+these get turned into errno values in user space. On success, the return
+code should be zero. It is also possible but not recommended to return
+a positive 'long' value.
+When the ioctl callback is called with an unknown command number, the
+handler returns either -ENOTTY or -ENOIOCTLCMD, which also results in
+-ENOTTY being returned from the system call. Some subsystems return
+-ENOSYS or -EINVAL here for historic reasons, but this is wrong.
+Prior to Linux 5.5, compat_ioctl handlers were required to return
+-ENOIOCTLCMD in order to use the fallback conversion into native
+commands. As all subsystems are now responsible for handling compat
+mode themselves, this is no longer needed, but it may be important to
+consider when backporting bug fixes to older kernels.
+Traditionally, timestamps and timeout values are passed as ``struct
+timespec`` or ``struct timeval``, but these are problematic because of
+incompatible definitions of these structures in user space after the
+move to 64-bit time_t.
+The ``struct __kernel_timespec`` type can be used instead to be embedded
+in other data structures when separate second/nanosecond values are
+desired, or passed to user space directly. This is still not ideal though,
+as the structure matches neither the kernel's timespec64 nor the user
+space timespec exactly. The get_timespec64() and put_timespec64() helper
+functions can be used to ensure that the layout remains compatible with
+user space and the padding is treated correctly.
+As it is cheap to convert seconds to nanoseconds, but the opposite
+requires an expensive 64-bit division, a simple __u64 nanosecond value
+can be simpler and more efficient.
+Timeout values and timestamps should ideally use CLOCK_MONOTONIC time,
+as returned by ktime_get_ns() or ktime_get_ts64(). Unlike
+CLOCK_REALTIME, this makes the timestamps immune from jumping backwards
+or forwards due to leap second adjustments and clock_settime() calls.
+ktime_get_real_ns() can be used for CLOCK_REALTIME timestamps that
+need to be persistent across a reboot or between multiple machines.
+32-bit compat mode
+In order to support 32-bit user space running on a 64-bit machine, each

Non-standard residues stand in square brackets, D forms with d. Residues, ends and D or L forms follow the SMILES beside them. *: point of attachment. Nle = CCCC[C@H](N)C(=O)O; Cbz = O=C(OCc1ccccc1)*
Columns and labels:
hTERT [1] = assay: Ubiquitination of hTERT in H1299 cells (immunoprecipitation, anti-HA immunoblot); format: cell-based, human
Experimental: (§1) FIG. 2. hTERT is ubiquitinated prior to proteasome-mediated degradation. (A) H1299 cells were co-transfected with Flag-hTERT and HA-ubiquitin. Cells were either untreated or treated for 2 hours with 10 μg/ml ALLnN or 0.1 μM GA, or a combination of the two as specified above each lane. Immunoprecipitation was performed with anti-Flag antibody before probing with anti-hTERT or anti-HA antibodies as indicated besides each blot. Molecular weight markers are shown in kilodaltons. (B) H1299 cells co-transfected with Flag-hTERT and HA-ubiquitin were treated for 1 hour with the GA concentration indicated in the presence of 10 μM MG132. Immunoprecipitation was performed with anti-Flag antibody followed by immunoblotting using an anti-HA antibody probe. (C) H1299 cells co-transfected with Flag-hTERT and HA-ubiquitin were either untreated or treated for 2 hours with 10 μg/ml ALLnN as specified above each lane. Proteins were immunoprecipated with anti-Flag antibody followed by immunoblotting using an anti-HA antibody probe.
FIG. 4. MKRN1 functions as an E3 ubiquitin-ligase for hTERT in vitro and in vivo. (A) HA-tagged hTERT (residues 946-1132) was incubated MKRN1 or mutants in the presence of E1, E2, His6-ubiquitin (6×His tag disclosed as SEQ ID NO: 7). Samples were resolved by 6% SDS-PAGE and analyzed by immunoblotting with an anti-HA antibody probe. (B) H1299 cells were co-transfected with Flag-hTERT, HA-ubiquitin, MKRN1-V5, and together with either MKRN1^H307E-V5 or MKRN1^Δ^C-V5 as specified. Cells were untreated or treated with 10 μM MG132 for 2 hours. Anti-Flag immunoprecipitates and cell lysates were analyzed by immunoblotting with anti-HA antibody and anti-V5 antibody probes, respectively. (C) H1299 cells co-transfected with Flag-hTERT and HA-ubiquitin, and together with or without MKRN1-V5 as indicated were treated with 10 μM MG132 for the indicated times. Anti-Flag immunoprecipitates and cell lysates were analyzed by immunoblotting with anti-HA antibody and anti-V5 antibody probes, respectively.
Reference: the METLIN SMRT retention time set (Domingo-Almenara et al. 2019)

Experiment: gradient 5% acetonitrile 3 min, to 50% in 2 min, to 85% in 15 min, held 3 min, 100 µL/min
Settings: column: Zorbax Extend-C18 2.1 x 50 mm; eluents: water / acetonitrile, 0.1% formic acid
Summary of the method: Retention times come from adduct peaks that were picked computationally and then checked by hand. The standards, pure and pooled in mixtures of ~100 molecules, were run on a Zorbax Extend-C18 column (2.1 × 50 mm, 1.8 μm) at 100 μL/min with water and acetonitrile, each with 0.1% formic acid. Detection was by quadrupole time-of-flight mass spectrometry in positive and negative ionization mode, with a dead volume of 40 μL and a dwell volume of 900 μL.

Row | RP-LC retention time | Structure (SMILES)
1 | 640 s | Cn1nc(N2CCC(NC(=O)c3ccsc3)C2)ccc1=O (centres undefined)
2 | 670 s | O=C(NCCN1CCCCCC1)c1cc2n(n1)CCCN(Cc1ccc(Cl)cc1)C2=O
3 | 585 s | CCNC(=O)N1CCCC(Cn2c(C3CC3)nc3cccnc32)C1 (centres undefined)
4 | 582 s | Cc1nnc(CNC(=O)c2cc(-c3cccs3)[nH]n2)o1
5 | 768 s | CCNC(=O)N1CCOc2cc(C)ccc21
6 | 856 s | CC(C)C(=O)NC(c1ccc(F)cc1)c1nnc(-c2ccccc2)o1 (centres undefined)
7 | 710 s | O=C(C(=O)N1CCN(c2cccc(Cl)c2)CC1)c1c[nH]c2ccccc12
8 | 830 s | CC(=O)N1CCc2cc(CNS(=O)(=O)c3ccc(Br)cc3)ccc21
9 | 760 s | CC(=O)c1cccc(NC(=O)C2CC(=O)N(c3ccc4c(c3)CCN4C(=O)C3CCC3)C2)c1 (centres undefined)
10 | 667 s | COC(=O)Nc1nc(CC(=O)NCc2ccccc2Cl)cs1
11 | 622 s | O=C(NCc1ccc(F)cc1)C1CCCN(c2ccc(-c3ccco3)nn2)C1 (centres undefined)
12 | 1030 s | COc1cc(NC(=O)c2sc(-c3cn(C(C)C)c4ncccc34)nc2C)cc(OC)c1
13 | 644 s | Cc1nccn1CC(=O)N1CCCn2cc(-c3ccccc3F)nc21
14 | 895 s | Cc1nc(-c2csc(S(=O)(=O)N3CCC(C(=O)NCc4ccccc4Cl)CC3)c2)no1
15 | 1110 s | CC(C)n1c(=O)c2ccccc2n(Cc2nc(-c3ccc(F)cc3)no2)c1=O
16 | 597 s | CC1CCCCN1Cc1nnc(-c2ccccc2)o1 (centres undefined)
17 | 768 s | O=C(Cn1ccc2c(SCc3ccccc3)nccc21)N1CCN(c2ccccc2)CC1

+subsystem or driver that implements an ioctl callback handler must also
+implement the corresponding compat_ioctl handler.
+As long as all the rules for data structures are followed, this is as
+easy as setting the .compat_ioctl pointer to a helper function such as
+compat_ptr_ioctl() or blkdev_compat_ptr_ioctl().
+On the s390 architecture, 31-bit user space has ambiguous representations
+for data pointers, with the upper bit being ignored. When running such
+a process in compat mode, the compat_ptr() helper must be used to
+clear the upper bit of a compat_uptr_t and turn it into a valid 64-bit
+pointer. On other architectures, this macro only performs a cast to a
+``void __user *`` pointer.
+In an compat_ioctl() callback, the last argument is an unsigned long,
+which can be interpreted as either a pointer or a scalar depending on
+the command. If it is a scalar, then compat_ptr() must not be used, to
+ensure that the 64-bit kernel behaves the same way as a 32-bit kernel
+for arguments with the upper bit set.
+The compat_ptr_ioctl() helper can be used in place of a custom
+compat_ioctl file operation for drivers that only take arguments that
+are pointers to compatible data structures.
+Structure layout
+Compatible data structures have the same layout on all architectures,
+avoiding all problematic members:
+* ``long`` and ``unsigned long`` are the size of a register, so
+ they can be either 32-bit or 64-bit wide and cannot be used in portable
+ data structures. Fixed-length replacements are ``__s32``, ``__u32``,
+ ``__s64`` and ``__u64``.
+* Pointers have the same problem, in addition to requiring the
+ use of compat_ptr(). The best workaround is to use ``__u64``